In addition to space storm monitoring with AlbertaSat, Mann runs a network of magnetic sensors (or magnetometers) across Canada to track magnetic storms. His lab designed a new compact one to go up on Ex-Alta 1 and collect data from space. 

Ex-Alta 1’s mission was successfully completed on November 14, 2018. As planned from the start, the CubeSat gradually entered a trajectory that allowed it, along with its remarkable sensor, to sink into the atmosphere where it burned up harmlessly, leaving no space debris.

“It was a testament to the students who, through their blood, sweat and tears, got together and made it fly,” says Mann. “What an experience and achievement for an undergraduate team!”

Ex-Alta 2 is set for launch in early 2023. It will carry a refined version of the magnetometer that went up on Ex-Alta 1, as well as a multispectral sensor that will help scientists study wildfires and mitigate their impact.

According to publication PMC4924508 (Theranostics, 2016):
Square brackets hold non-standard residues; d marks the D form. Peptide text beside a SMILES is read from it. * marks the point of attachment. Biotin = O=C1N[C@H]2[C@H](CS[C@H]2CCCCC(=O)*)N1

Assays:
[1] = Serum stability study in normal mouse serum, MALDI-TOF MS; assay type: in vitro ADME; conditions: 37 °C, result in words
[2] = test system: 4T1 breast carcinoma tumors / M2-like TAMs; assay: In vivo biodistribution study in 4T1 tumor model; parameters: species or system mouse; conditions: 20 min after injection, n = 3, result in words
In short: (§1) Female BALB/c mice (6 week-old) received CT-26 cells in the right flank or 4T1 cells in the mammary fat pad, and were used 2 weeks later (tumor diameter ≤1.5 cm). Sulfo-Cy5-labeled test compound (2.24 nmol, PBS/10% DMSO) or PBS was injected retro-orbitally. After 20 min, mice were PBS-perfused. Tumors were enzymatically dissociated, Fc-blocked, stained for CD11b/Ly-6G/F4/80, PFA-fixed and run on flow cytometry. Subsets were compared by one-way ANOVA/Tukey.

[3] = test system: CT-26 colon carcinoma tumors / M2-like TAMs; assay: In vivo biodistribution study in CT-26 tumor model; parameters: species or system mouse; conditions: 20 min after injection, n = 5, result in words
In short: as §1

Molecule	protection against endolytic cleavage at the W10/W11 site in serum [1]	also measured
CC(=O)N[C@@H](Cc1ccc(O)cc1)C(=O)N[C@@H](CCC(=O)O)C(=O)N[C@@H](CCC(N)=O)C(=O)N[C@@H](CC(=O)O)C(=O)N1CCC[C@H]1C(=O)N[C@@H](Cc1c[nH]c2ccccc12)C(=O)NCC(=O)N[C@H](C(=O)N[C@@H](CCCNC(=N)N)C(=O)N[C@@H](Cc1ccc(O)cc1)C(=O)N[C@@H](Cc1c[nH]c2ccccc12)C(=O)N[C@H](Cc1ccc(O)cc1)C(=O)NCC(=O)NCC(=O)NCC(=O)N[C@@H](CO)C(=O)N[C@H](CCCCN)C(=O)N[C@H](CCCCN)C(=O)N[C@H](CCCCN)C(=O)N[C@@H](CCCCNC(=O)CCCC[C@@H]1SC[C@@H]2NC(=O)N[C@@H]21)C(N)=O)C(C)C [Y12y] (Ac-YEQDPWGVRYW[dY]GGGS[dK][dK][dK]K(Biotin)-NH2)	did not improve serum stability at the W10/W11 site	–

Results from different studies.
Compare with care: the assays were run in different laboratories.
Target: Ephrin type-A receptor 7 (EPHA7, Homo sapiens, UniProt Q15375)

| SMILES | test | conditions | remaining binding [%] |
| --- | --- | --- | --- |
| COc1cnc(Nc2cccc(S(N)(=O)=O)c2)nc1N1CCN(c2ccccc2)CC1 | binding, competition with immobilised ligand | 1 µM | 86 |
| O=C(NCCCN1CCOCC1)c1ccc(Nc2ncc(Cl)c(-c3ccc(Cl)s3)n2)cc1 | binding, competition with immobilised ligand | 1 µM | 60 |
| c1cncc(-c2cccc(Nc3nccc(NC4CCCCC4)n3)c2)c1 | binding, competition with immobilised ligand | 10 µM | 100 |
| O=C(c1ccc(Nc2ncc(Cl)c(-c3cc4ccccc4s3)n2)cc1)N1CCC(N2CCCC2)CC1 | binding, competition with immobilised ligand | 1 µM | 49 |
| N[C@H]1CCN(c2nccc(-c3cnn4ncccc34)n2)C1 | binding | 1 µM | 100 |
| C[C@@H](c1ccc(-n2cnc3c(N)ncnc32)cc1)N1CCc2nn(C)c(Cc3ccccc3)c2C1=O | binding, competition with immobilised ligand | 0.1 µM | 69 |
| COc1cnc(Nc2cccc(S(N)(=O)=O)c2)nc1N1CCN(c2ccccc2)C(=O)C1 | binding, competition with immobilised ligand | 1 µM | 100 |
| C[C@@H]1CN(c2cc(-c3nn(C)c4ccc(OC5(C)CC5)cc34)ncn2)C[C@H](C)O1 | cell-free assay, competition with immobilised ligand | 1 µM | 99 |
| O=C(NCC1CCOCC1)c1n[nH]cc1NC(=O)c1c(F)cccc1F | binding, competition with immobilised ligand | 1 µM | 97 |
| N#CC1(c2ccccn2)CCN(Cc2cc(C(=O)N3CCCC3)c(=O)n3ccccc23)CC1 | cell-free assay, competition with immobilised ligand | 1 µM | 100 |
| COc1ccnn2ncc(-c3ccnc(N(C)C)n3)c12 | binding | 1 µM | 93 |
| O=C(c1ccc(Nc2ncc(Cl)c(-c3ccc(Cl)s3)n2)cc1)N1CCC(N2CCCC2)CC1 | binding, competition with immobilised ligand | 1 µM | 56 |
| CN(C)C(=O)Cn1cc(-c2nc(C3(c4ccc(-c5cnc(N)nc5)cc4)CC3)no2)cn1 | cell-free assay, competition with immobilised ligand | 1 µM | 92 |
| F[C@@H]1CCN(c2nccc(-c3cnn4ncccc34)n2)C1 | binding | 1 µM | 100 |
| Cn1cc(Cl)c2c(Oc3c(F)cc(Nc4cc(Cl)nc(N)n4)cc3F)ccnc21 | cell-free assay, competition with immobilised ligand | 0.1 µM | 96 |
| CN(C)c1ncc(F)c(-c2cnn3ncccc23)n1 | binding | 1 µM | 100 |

But AlbertaSat has already helped a second exciting project get off the ground: Wyvern Inc.

Here Be Dragons

Headquartered in Edmonton, Wyvern is a space startup founded in 2015 by four University of Alberta graduates: Chris Robson, Callie Lissinna, Kristen Cote, ’16 BSc(Hons), and Kurtis Broda.

“Three of our four co-founders met in AlbertaSat,” says Lissinna, chief operations officer and co-founder of Wyvern.

“Working on that project, I think, is where some of the basic trust among us formed. We showed each other that we could deliver in high-stakes environments on difficult projects.”

A Green and Gold Constellation

Faculty of Science faculty and grads have starred in more than AlbertaSat and Wyvern. Here’s a quick look at two more space stars with university connections.